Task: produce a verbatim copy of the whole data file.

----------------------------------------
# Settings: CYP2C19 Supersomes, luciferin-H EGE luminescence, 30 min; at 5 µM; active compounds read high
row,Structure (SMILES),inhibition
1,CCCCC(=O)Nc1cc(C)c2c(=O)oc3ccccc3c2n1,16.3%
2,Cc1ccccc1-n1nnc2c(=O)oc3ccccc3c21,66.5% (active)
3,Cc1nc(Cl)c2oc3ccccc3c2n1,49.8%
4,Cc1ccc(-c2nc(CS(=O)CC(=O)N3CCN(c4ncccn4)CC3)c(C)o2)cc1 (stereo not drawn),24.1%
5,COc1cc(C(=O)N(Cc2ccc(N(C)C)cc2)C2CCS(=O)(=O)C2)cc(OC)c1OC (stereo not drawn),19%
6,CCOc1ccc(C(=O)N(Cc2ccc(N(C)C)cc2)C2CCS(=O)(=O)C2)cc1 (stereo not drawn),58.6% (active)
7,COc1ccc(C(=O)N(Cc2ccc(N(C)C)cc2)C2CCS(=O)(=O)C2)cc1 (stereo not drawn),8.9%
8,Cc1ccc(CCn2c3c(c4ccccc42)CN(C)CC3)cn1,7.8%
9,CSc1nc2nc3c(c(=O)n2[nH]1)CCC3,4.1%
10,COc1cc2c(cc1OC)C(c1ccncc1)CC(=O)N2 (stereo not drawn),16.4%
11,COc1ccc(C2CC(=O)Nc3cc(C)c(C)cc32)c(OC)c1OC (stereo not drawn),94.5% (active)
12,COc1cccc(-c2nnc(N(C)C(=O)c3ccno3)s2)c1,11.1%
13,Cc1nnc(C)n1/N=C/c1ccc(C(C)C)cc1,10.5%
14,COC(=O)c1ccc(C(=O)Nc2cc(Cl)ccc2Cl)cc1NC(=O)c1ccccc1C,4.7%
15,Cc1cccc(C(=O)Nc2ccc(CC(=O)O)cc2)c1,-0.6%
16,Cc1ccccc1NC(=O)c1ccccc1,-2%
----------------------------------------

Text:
# Settings: CYP2C19 Supersomes, luciferin-H EGE luminescence, 30 min; at 5 µM; active compounds read high
row,Structure (SMILES),inhibition
1,CCCCC(=O)Nc1cc(C)c2c(=O)oc3ccccc3c2n1,16.3%
2,Cc1ccccc1-n1nnc2c(=O)oc3ccccc3c21,66.5% (active)
3,Cc1nc(Cl)c2oc3ccccc3c2n1,49.8%
4,Cc1ccc(-c2nc(CS(=O)CC(=O)N3CCN(c4ncccn4)CC3)c(C)o2)cc1 (stereo not drawn),24.1%
5,COc1cc(C(=O)N(Cc2ccc(N(C)C)cc2)C2CCS(=O)(=O)C2)cc(OC)c1OC (stereo not drawn),19%
6,CCOc1ccc(C(=O)N(Cc2ccc(N(C)C)cc2)C2CCS(=O)(=O)C2)cc1 (stereo not drawn),58.6% (active)
7,COc1ccc(C(=O)N(Cc2ccc(N(C)C)cc2)C2CCS(=O)(=O)C2)cc1 (stereo not drawn),8.9%
8,Cc1ccc(CCn2c3c(c4ccccc42)CN(C)CC3)cn1,7.8%
9,CSc1nc2nc3c(c(=O)n2[nH]1)CCC3,4.1%
10,COc1cc2c(cc1OC)C(c1ccncc1)CC(=O)N2 (stereo not drawn),16.4%
11,COc1ccc(C2CC(=O)Nc3cc(C)c(C)cc32)c(OC)c1OC (stereo not drawn),94.5% (active)
12,COc1cccc(-c2nnc(N(C)C(=O)c3ccno3)s2)c1,11.1%
13,Cc1nnc(C)n1/N=C/c1ccc(C(C)C)cc1,10.5%
14,COC(=O)c1ccc(C(=O)Nc2cc(Cl)ccc2Cl)cc1NC(=O)c1ccccc1C,4.7%
15,Cc1cccc(C(=O)Nc2ccc(CC(=O)O)cc2)c1,-0.6%
16,Cc1ccccc1NC(=O)c1ccccc1,-2%